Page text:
As reported previously, genes involved in nitrogen assimilation in S. coelicolor, including amtB, glnA, glnII, gdhA, ureA, nirB and nasA, are governed by the central nitrogen regulator GlnR under nitrogen-limited condition (Tiffert et al., 2008; Wang and Zhao, 2009). In addition, it was discovered that TCS PhoP/R exerts a negative control on the transcription of glnR, glnA, glnII and amtB upon phosphate limitation (Rodriguez-Garcia et al., 2009). Here, we revealed that AfsQ1 can bind specifically to the promoter regions of these seven nitrogen assimilatory genes and repress the transcription of amtB, glnA, glnII and ureA under the condition of MM supplemented with 75 mM Glu. This finding complements well the recent study of Nieselt et al. (2010), in which they showed that in a medium with an excess of glutamate, genes for nitrogen assimilation in S. coelicolor are repressed by other regulators or mechanisms other than that mediated via PhoR/P. Although nearly no effect on the expression of gdhA upon afsQ1/Q2 deletion, and no transcription of nirB and nasA in both the parental strain and the mutant was detected under the tested condition, we can not rule out the possibility that the effect of AfsQ1/Q2 on these nitrogen metabolism genes might be exerted under other conditions.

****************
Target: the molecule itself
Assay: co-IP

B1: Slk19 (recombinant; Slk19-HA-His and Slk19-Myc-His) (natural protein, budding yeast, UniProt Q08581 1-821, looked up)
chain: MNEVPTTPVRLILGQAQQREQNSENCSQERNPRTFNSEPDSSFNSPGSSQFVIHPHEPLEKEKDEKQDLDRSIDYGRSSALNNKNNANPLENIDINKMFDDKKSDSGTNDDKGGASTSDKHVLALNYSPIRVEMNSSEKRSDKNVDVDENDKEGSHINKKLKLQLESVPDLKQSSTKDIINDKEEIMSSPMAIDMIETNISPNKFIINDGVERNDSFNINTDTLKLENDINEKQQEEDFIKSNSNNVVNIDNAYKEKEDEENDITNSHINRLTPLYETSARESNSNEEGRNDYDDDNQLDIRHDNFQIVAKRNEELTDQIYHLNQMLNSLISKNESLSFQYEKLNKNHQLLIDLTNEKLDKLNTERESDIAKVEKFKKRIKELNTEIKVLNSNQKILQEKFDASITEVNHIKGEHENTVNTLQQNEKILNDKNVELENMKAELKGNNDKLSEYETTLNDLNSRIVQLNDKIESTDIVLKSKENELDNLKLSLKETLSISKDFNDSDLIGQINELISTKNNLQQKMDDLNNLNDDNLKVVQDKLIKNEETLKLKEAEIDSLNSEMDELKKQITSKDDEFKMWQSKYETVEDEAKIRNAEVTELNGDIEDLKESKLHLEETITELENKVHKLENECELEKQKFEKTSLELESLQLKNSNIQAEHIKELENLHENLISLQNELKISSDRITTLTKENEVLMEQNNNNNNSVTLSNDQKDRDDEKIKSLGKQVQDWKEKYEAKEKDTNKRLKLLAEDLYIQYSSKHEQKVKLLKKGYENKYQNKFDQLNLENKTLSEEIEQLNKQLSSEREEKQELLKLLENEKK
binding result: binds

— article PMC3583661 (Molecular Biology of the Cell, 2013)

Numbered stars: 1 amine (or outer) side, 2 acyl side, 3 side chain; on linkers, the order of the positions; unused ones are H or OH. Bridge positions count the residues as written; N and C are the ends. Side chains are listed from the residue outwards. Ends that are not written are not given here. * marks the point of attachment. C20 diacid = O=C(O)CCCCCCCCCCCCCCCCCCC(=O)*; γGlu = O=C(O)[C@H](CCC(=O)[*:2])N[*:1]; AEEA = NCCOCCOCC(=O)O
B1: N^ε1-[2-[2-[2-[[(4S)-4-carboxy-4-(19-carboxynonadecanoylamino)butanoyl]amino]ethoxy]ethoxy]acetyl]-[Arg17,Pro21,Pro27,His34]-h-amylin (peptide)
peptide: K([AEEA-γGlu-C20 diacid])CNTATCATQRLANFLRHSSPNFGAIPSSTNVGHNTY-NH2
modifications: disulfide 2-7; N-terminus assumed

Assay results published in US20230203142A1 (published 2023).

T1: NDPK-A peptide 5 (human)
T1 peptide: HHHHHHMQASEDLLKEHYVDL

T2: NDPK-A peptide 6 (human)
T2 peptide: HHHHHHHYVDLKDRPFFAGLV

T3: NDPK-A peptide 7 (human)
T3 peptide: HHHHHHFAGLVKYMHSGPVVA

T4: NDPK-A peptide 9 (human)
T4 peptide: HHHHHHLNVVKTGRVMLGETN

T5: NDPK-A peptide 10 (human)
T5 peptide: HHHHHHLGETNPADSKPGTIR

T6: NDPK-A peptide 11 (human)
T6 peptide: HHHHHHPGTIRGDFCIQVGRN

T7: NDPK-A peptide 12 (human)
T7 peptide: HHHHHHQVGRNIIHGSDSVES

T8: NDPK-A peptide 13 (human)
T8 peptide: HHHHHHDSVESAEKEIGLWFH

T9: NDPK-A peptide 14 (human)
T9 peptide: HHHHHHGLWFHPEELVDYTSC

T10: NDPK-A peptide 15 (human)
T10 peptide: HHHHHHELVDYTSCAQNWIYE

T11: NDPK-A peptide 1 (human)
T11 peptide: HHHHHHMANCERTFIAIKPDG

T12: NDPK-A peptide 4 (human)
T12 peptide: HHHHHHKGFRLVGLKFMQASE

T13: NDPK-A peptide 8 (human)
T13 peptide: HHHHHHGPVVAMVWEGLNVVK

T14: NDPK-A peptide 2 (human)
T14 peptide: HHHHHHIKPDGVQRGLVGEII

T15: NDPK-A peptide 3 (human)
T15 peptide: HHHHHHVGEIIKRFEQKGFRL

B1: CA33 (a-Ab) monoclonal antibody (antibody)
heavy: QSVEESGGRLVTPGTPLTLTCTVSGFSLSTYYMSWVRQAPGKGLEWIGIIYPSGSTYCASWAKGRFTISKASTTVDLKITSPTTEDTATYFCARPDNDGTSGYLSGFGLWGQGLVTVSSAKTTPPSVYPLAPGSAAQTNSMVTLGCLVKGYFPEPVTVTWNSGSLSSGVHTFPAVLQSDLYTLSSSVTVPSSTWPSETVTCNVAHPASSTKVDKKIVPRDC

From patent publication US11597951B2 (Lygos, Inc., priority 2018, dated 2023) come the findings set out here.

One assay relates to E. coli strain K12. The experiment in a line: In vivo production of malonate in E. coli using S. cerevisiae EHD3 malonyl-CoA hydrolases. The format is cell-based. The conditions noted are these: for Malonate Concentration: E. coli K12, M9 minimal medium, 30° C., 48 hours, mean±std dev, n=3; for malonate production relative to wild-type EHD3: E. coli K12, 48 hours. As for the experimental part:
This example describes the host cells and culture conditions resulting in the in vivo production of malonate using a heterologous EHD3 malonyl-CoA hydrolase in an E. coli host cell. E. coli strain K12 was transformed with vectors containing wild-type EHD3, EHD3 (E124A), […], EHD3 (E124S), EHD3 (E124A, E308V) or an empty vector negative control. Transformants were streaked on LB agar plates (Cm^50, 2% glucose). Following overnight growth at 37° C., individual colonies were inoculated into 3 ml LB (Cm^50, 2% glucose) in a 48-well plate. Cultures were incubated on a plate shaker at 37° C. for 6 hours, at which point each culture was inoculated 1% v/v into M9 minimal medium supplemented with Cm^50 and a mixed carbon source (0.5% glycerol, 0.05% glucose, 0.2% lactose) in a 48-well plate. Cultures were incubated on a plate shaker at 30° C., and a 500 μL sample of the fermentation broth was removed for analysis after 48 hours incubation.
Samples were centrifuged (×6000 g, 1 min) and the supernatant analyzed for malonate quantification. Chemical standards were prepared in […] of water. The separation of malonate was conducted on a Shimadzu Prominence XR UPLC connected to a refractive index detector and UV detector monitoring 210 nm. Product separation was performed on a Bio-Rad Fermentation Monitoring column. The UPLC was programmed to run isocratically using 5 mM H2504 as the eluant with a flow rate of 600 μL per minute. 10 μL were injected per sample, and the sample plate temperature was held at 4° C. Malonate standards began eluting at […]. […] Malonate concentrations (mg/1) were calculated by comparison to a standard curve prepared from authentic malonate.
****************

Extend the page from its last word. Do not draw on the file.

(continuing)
Competitive EMSAs revealed that the AfsQ1 binding site overlaps with that of GlnR in the promoter regions of glnA, indicating that AfsQ1 may function as a repressor of glnA transcription by blocking the GlnR activation. Further analysis of the AfsQ1 and GlnR binding sites upstream of glnA and nirB allowed us to distinguish the significant differences in the binding motif between AfsQ1 and GlnR. The sequence containing four 5-nt (a-b-a-b) required for GlnR recognition, only three (b-a-b) in the upstream region of nirB or two (the middle two 5-nt) in glnA promoter region are indispensable for AfsQ1 binding, further demonstrating the diversity of the AfsQ1 binding motif. In addition, we found that cross-regulation between AfsQ1 and GlnR is probably reciprocal, as GlnR could bind to the promoter regions of actII-ORF4, redZ and cdaR respectively (He et al., unpubl. data). Interestingly, we also found that the AfsQ1 binding site upstream of glnA also overlaps with that of PhoP; it is therefore still a possibility that the differential expression of glnA as well as other nitrogen metabolism genes in the ΔafsQ1/Q2 mutant might be partly ascribed to the function of PhoP.